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Thanks for all the replies and kudos. Planning on eventually getting a cadence sensor to go with my Garmin 305 to help me with my cadence. Next month I am hoping to order a Trek 520 so my wife and I can in the future do some credit-card touring after my endurance builds up some more. At the present I am only riding about 80 miles/wk. Hope to get up to an hour/day (each day) plus increasingly longer rides on weekend until I get so I can ride for a few hours at a time. Of course, I will need to throw in some rest days occasionally. I live in East Texas so the hills are relatively mild. I am not sure at present what my cadence is precisely, but I believe around 70-75. Hope to eventually get it up to around 80. My breathing is fine so far along with my heartrate. BTW, I am 59 and trying to get into cycling. Running was killing my iliotibial band, and cycling is much easier on it.

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Old 07-19-11, 02:13 PM   #12
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I am not sure at present what my cadence is precisely, but I believe around 70-75. Hope to eventually get it up to around 80.
Aim higher.
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Old 07-19-11, 02:26 PM   #13
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Aim higher.
BD is right- a bit higher will be better---But on the cadence sensor/meter--Usefull for the first 5 rides you have it and possibly twice a year after that to check. I have a Garmin 305 and the cadence meter was a must. Cost enough so it must be good. Just the sensor cost more than the complete computer we used on the Tandem with Cadence.
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Old 07-19-11, 02:43 PM   #14
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BD is right- a bit higher will be better---But on the cadence sensor/meter--Usefull for the first 5 rides you have it and possibly twice a year after that to check. I have a Garmin 305 and the cadence meter was a must. Cost enough so it must be good. Just the sensor cost more than the complete computer we used on the Tandem with Cadence.
Shoot for something like high 80's.

I already had a Sigma with cadence so when I got the 305 I didn't bother with the Garmin cadence sensor. I got a second sensor kit for the Sigma. It was cheaper than the Garmin cadence sensor and I wasn't all that interested in recording my cadence anyway. The Sigma gives me the my current and average cadence which is good enough. I use the Garmin for the rest of the data I want to look at.
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Old 07-19-11, 03:14 PM   #15
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Quote:
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Aim higher.
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Shoot for something like high 80's. . . .
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BD is right- a bit higher will be better . . .
Depending, of course, on the individual rider.

My take is that it's well worth learning to spin at least in the low 90's but then going on to find the rate best for you and your riding. My own sweet spots seem to be about 80 or even 78 for loafing along with a low powered neighborhood group and about 88 for good exercise and hills -- my approximation of full long-term power.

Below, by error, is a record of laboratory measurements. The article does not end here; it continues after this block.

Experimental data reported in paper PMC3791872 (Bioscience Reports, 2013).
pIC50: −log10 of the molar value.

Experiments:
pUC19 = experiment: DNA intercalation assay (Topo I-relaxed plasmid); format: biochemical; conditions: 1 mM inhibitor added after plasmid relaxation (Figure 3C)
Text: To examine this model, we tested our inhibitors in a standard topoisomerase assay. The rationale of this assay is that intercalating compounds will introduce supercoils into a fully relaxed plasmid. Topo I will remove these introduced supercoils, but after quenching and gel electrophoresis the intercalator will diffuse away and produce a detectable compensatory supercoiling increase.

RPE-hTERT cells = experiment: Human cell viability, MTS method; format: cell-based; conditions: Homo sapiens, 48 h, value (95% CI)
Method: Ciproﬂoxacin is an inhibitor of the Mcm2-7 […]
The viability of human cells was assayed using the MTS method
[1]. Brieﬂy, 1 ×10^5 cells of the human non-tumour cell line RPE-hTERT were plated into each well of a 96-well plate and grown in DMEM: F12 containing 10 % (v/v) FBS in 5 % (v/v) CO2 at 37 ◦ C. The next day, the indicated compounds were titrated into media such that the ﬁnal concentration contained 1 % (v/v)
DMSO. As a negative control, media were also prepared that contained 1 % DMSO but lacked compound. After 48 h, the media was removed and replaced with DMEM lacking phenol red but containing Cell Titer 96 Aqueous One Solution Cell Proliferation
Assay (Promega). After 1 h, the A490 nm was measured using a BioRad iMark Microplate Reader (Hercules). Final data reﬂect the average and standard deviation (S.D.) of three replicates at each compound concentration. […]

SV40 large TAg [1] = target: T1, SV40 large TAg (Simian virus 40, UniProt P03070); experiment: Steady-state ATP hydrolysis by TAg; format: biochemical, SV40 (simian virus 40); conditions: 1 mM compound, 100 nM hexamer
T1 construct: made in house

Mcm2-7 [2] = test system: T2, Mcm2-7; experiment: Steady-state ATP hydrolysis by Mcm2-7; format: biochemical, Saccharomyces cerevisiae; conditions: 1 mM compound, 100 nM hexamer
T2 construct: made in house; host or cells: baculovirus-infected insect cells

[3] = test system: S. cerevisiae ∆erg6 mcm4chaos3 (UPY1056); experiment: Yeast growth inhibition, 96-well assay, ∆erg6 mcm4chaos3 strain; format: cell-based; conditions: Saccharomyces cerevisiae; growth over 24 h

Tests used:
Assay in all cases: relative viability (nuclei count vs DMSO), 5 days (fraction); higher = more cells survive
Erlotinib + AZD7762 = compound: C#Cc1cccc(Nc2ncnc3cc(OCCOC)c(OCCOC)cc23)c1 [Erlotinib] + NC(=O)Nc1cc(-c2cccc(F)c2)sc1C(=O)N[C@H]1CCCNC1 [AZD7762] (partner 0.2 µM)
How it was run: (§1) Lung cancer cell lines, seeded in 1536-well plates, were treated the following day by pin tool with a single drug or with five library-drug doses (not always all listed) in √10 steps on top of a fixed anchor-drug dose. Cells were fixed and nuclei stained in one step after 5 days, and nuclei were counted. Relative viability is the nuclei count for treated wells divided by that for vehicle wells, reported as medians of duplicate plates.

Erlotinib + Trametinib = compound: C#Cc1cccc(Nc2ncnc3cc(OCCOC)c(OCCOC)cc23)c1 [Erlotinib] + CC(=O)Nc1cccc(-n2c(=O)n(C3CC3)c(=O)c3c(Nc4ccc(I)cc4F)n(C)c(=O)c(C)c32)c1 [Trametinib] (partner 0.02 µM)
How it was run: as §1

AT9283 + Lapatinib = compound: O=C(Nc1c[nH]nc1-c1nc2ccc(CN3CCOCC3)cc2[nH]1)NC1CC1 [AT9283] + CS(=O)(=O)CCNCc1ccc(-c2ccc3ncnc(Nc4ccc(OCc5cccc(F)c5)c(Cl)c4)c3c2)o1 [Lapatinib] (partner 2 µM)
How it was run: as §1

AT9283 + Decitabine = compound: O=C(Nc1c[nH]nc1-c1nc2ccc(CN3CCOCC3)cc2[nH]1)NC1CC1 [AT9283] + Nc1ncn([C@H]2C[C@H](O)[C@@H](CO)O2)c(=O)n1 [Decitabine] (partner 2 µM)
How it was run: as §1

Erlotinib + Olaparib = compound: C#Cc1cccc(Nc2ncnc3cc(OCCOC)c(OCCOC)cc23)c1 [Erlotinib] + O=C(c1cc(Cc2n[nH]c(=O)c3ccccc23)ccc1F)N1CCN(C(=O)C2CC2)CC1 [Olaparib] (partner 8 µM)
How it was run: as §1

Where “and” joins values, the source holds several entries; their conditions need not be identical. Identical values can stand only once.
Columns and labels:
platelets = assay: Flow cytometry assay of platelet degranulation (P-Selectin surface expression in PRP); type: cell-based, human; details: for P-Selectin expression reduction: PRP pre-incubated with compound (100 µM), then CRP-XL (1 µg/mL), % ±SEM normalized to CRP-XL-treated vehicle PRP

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Old 07-19-11, 05:57 PM   #16
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Depending, of course, on the individual rider.

My take is that it's well worth learning to spin at least in the low 90's but then going on to find the rate best for you and your riding. My own sweet spots seem to be about 80 or even 78 for loafing along with a low powered neighborhood group and about 88 for good exercise and hills -- my approximation of full long-term power.
Agreed. I would suggest trying to get to being able to spin 100 rpm or more smoothly and then settle in to whatever cadence works best. It is always good to have some headroom, the ability to spin up beyond your normal range for brief periods in certain situations. I usually spin around 90, but I'll drop down to 70 at times and I have hit 120 a few times when accelerating or when approaching a short hill.
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Old 07-19-11, 07:00 PM   #17
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Having trained myself to be a spinner, I tend to use lower gears and a higher cadence (90-100, sometimes a bit more) on level ground. When I climb a hill, my cadence will necessarily drop, because my lowest normal gear is a 49-incher (42/23), and my bailout granny is a 44-incher (42/26).
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Old 07-19-11, 11:54 PM   #18
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And what's really cool is when you find a good comfortable cadence and over time you end up holding that cadence in the gear you're now shifting down from.
Your cadence gets higher and you get stronger. What I'm comfortably doing now was unimaginable a year or two ago.
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Old 07-20-11, 09:23 AM   #19
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Of course a cycling computer that shows cadence and that will report the average cadence over a ride is helpful. Stressing your system with intervals increases rate of improvement. Downshift to a very easy gear and spin as fast as you possible can for a minute, then slow your pedaling to a fast but comfortable cadence for several minutes, then do it again. Repeat for a total of 5 times.